The nurses huddle around their station clasping their cups, nattering quietly. In and out, the sound of her breath; still and rhythmic as her bird’s chest moves up and down. Watching and waiting. Silence descends. I hold on to every breath, willing her to take another, in and out. Her chest rises and falls, slowly pushing up again, holding on.
Round and round I go outside the washhouse at 46b Storrie Street, just below the flats, where houses are built on houses. Not like ours, where there is no sharing. The green lawn is stretched out in a square stopping from tenement to tenement, each are dark and grey. The concrete slabs in the middle of the green, away from the shadows of the trees is a perfect flat patch for riding.
“Again Rose, again, that’s it.”
“Hold the bars straight, straighten up will you or you’re going to fall.”
Even then she was old; widowed. She was on her own. She wasn’t from these parts, her pursed lips and quick words gave it away. Her wool skirt sat below her knees, she wore sensible brown court shoes, the kind grannies wear, and her Arran cardigan hugged her broad shoulders. She was stronger than any of the others. She had more secrets. Her hands grabbed the seat as she pushed me off on the path as the wind slapped my face. I steered into it, again and again. Clasping the handlebars and trying to steer, not to fall under the weight of the heavy, thick metal bars. She’d bought it from the shop. Her shop where she unpacked and re-shelved the bags left on the doorstep. The bike belonged to another. The seat was too high, but I’d get good use out of it, and the wheels, a little stiff, Dad would oil these. The colour wasn’t mine either.
“Her breathing is getting heavy, Mum.”
Long and slow, she clung on. Mum can’t hear me as she’s watching hers. Holding every breath, in and out, I follow her lead, waiting for the next exhalation. It’s slow and hard to hold on as I gasp to follow her. In and out, she slowly makes it like the one before. I’ve never listened this intently or waited this patiently. I’ve never held her. Curled in the bed, she lies to one side. Small and frail, and waiting. Her hands clasp under her head with beads entwined around her fingers. Her long limbs tucked beneath her and her broad shoulders huddle into her chest. Her hips poke from beneath the white sheets, while the monitors bleep in and out. A drip hangs from her vein and she clasps what’s hidden in her hand. She’s waiting and when I call her name, she hears me. Trying to speak, I silence her with shushes.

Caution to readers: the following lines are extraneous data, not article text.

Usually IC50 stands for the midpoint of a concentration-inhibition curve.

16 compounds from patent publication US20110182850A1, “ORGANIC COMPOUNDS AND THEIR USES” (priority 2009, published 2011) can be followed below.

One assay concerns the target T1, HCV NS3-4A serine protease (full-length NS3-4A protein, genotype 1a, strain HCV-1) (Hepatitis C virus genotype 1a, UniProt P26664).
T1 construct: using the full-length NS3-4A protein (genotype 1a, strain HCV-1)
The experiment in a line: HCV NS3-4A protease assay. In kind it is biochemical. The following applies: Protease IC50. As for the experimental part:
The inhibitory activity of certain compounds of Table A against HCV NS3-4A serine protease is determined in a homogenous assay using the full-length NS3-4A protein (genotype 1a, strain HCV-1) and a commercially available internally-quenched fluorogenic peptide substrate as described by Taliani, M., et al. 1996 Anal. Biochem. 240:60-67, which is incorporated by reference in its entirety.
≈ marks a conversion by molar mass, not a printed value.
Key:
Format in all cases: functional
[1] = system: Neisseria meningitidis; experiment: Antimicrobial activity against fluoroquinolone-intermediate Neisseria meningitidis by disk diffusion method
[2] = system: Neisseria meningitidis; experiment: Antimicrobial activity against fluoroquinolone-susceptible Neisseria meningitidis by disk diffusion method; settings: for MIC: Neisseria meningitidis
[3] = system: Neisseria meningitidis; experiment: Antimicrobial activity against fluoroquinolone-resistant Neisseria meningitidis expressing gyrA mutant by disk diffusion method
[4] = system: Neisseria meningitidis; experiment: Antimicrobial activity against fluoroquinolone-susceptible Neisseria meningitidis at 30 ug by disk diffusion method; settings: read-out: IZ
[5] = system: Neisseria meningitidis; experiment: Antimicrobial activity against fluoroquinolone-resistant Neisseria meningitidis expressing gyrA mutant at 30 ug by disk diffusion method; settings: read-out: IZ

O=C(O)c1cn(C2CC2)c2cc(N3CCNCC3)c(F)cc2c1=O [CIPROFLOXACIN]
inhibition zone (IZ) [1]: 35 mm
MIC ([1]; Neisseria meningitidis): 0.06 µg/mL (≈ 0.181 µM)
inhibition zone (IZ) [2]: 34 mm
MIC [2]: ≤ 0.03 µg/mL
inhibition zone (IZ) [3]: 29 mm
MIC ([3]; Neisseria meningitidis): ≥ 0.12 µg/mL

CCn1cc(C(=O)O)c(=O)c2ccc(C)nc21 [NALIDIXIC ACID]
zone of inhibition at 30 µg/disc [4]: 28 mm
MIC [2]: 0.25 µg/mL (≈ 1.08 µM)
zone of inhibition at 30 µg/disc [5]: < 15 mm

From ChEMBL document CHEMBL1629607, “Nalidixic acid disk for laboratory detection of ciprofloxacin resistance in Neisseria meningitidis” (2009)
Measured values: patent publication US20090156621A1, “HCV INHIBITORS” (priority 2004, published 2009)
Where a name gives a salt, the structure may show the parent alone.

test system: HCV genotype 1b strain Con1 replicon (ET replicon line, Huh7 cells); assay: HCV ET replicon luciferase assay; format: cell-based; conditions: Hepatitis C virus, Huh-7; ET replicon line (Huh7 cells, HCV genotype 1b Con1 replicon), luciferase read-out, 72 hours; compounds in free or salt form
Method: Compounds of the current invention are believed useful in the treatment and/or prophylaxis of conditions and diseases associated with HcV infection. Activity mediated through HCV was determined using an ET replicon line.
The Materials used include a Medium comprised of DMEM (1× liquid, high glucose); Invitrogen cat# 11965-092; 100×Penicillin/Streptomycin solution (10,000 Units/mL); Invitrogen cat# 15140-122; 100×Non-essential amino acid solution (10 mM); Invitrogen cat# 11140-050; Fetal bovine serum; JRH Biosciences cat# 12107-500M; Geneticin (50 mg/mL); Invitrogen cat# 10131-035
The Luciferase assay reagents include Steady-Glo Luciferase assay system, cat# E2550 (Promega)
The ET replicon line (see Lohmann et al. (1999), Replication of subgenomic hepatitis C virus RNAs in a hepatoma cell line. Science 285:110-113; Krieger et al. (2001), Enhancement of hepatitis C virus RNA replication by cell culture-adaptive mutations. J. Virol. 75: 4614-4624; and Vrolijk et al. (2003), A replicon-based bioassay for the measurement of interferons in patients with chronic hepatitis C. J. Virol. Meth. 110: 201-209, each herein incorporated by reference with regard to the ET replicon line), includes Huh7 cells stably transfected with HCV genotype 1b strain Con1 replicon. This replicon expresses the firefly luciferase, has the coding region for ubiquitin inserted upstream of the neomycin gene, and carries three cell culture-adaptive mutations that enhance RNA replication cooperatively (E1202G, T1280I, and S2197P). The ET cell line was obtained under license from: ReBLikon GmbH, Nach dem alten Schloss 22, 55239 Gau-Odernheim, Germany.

“Again, come on, do it again.”
“No point doing half a job, Rose. Again.”
“That’s it, steady yourself and for goodness sake, straighten yourself up.”
I leaned to the left, then quickly to the right, steadying myself.
I’m doing it, I call.
“You’re an awful one for not concentrating.”
“If you fall off and scrape your knees, your mother wouldn’t be happy. You’ve got a feis today.”
“I’ve got it, Nanny.”
“I love you, please wait.”
She’s slowing down. Her breathe is slower, shallower. I can’t hear her.
“Do you think she can hear me, mum?”
“Do you think she’s still here?”
“Gran, it’s Rose. I’m here.”